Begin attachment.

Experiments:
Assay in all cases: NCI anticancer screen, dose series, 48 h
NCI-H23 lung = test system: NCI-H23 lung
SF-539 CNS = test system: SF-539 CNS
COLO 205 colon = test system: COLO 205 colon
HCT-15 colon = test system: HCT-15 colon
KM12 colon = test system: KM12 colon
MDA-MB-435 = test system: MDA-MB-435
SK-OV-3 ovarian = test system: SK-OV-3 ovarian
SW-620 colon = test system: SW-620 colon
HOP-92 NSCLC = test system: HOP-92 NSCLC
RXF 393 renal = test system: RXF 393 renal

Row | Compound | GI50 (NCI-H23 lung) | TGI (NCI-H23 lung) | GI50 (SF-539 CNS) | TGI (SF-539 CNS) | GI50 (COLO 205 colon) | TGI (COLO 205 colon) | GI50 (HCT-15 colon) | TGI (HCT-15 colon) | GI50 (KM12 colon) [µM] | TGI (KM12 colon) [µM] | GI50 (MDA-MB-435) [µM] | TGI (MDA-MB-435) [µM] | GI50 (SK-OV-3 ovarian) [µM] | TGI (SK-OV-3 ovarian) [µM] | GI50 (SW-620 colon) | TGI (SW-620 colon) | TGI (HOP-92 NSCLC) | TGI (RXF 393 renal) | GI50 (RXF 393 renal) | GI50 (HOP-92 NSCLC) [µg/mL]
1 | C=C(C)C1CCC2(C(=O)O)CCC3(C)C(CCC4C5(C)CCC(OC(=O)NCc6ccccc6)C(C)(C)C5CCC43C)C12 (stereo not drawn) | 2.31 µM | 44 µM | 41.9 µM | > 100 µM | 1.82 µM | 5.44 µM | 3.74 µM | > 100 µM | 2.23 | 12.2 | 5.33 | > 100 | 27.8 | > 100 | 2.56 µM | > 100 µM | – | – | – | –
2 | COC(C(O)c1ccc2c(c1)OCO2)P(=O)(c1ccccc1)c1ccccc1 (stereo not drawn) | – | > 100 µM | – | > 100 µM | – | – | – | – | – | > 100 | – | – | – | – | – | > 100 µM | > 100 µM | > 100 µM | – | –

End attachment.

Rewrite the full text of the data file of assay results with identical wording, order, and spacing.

Experiments:
Assay in all cases: NCI anticancer screen, dose series, 48 h
NCI-H23 lung = test system: NCI-H23 lung
SF-539 CNS = test system: SF-539 CNS
COLO 205 colon = test system: COLO 205 colon
HCT-15 colon = test system: HCT-15 colon
KM12 colon = test system: KM12 colon
MDA-MB-435 = test system: MDA-MB-435
SK-OV-3 ovarian = test system: SK-OV-3 ovarian
SW-620 colon = test system: SW-620 colon
HOP-92 NSCLC = test system: HOP-92 NSCLC
RXF 393 renal = test system: RXF 393 renal

Row | Compound | GI50 (NCI-H23 lung) | TGI (NCI-H23 lung) | GI50 (SF-539 CNS) | TGI (SF-539 CNS) | GI50 (COLO 205 colon) | TGI (COLO 205 colon) | GI50 (HCT-15 colon) | TGI (HCT-15 colon) | GI50 (KM12 colon) [µM] | TGI (KM12 colon) [µM] | GI50 (MDA-MB-435) [µM] | TGI (MDA-MB-435) [µM] | GI50 (SK-OV-3 ovarian) [µM] | TGI (SK-OV-3 ovarian) [µM] | GI50 (SW-620 colon) | TGI (SW-620 colon) | TGI (HOP-92 NSCLC) | TGI (RXF 393 renal) | GI50 (RXF 393 renal) | GI50 (HOP-92 NSCLC) [µg/mL]
1 | C=C(C)C1CCC2(C(=O)O)CCC3(C)C(CCC4C5(C)CCC(OC(=O)NCc6ccccc6)C(C)(C)C5CCC43C)C12 (stereo not drawn) | 2.31 µM | 44 µM | 41.9 µM | > 100 µM | 1.82 µM | 5.44 µM | 3.74 µM | > 100 µM | 2.23 | 12.2 | 5.33 | > 100 | 27.8 | > 100 | 2.56 µM | > 100 µM | – | – | – | –
2 | COC(C(O)c1ccc2c(c1)OCO2)P(=O)(c1ccccc1)c1ccccc1 (stereo not drawn) | – | > 100 µM | – | > 100 µM | – | – | – | – | – | > 100 | – | – | – | – | – | > 100 µM | > 100 µM | > 100 µM | – | –